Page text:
For a car that isn’t really in the business of setting people’s hearts aflutter, the Nissan Micra does garner a decent wordcount upon our pages. Now of course we can rationalise this on the basis that DTW is (perhaps to a fault), undogmatic in its judgements. [This, I accept, is a matter of debate]
But nonetheless, it’s indisputable that the entry-level Nissan is, in pretty much all of its iterations, a thoroughly decent and fit for purpose compact motor vehicle, if not one you might necessarily choose for the sheer love of the open road. But to condemn the Micra on this basis (especially these days), is to ignore the fact that it sits well within the class norms in just about any metric one cares to fling its way – after all, Nissan is far too astute a business to Continue reading “Small : Far Away”
We perambulate the Palexpo press days in the company of Auto-Didakt’s Christopher Butt. [Revised and updated with additional text and images – Friday 8. March 12.50 GMT]
At last year’s Geneva show, our man on the ground lauded Mazda’s Kai concept in lavish terms, suggesting that we would shortly see something very similar in production form. One year on and his claims we can see were not idle ones; the new 3 hatchback (and to a lesser extent, its saloon counterpart, cleaving faithfully to the concept. “It’s one helluva statement car,” our correspondent tells us – “everything the A-Class tries to be but isn’t.”
It’s not every day we get our hands on a best-seller. A recent trip to the Loire however, garnered DTW a Renault Clio. What did we make of it?
It’s close to half past seven in the evening as the TGV eases into la Gare de Tours, terminating its one hour and eighteen minute journey from Paris-Montparnasse. The station, a grand edifice dating from 1898, and a designated monument historique, feels as though it’s winding down for the evening, as indeed does the historic city of Tours itself.
The Avis car rental office certainly has, the Chef de Gare being called upon to process our documentation and release our pre-booked hire car. It has been a diverting past time during the train journey to Continue reading “Le Tour de Tours”
We ought to rename this site Le DTW. After yesterday’s Peugeot review we now have a whole slew of early 90s French cars under the spotlight.
In 1991 L’Automobile ran an article assessing the comparative strengths of the main three French brands, Renault, Citroën and Peugeot. It was a huge group test: 24 cars. The magazine passed judgement on the main classes and in this article I will pass judgement on the 1991 verdict. Were L’Automobile’s assessments in line with mine? Or indeed yours? Continue reading “Anticipation Creeps Headstrong Towards Us”
This is the poor man’s GTX. It had a 1.3 litre four cylinder engine producing 55 hp.
The 5 had five-speeds and disc/drum brakes. It’s a kind of warmish hatch with go-faster front seats from the hotter cars and the same super-plasticky dashboard as the other 5’s. The dash theme is a smaller-scale version of the one found in the R25 which wasn’t a lot better but certainly wider and deeper: Tokyo by night, as “Car” described it. Continue reading “Micropost: 1988-1991 Renault 5 GTR”
A little bit of what you like won’t hurt you. Except when it really, really does. Recently I have had a couple of reasons to consider the meaning of the idiom you can have too much of a good thing.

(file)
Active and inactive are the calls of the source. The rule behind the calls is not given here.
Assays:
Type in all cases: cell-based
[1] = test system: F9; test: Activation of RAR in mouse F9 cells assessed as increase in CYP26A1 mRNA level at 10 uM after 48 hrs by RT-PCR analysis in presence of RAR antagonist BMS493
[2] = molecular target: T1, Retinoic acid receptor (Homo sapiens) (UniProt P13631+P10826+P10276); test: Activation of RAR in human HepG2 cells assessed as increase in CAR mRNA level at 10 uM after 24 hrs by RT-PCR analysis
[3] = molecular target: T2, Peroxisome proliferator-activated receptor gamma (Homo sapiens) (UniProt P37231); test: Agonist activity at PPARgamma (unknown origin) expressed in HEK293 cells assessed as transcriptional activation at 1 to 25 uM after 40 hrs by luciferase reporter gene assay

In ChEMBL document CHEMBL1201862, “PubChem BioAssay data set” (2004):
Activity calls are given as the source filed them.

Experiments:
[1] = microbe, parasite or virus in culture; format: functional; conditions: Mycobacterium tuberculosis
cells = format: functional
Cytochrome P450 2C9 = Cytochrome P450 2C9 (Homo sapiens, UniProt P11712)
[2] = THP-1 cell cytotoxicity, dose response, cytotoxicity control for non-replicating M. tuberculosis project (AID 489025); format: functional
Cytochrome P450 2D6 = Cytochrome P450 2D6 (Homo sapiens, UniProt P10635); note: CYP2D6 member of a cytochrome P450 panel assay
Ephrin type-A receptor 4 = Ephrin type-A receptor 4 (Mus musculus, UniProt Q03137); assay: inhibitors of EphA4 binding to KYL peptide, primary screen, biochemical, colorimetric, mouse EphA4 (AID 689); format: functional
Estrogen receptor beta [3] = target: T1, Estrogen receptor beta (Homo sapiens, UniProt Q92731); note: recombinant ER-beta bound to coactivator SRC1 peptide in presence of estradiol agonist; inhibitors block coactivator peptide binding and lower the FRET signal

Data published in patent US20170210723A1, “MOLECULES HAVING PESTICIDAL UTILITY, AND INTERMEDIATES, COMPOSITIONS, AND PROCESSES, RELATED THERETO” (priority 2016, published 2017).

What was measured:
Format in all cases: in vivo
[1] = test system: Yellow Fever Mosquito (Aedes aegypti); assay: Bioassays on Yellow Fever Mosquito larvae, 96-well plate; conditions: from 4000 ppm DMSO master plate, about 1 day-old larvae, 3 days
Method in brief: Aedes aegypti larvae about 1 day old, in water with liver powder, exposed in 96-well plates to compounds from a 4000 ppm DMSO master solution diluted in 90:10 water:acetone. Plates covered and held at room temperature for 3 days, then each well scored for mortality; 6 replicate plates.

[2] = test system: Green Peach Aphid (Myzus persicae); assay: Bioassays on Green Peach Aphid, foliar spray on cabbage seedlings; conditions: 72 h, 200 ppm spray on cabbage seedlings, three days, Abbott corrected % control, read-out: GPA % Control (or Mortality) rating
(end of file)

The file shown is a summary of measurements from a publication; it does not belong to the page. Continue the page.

The first came, perhaps inevitably, with a trip to the hospital. A few weeks prior, my knees had swollen and become painful to the point I could hardly walk. A week at home sat on my backside bombed out on powerful prescription painkillers (the only circumstance by which daytime television becomes tolerable) saw off the worst, but nearly a month later I was still knock-kneed like an old beggar under a sack.
A free-wheeling act of random charity leaves our correspondent flummoxed.
A strange thing happened last Saturday. Gawping out of the lounge window in the semi-comatose state common to the domesticated house male, I clocked a silver Golf GTI driving slowly down the road. As it passed, I noticed that the driver was peering intently at my house. Odd, especially as I was not even performing naked star jumps in the bay window, which is usually what attracts the eye (and the ire) of passer’s by.
Driven to Write attempts to foster an addition to the motorist’s lexicon.
Someone reading this somewhere might have been given a Christmas present of a book that gives names to things that don’t have names. Like the dust that collects inside PCs which is, maybe, microfluff. I don’t know if such a book exists, but books such as that, given as gifts, often end up in toilets. There is probably even a name for those sorts of books; maybe lavastories. Or maybe not, because they aren’t fiction. At least, I don’t think so although, in truth, I find myself unable to read them. I long ago shook off the worst of my childhood OCD, but I do find the idea of handling paper that has been handled by other people who are crapping as unacceptable. Continue reading “In Need Of A Name”
The phrase ‘privacy glass’ has always concerned me. Do you have a right to privacy when you are on the public road? Despite my not always restrained driving style, I get on pretty well with my fellow road users. The reason is that I acknowledge my errors and praise other people’s politeness. If someone seems to stop to let me through, even if I suspect they might be dropping someone off or that they are just stopping because the sight of me swinging round the corner and accelerating towards the contended space is too much to bother dealing with, I always wave and smile as though they have done me a fine favour. And I like it when I am on the receiving end. In both cases, I don’t fool myself that we have established a lasting bond, but it’s just a simple acknowledgment that we both share the road and that one of us has taken what the other has been graceful enough to give. Continue reading “Glass : It’s Clear to See”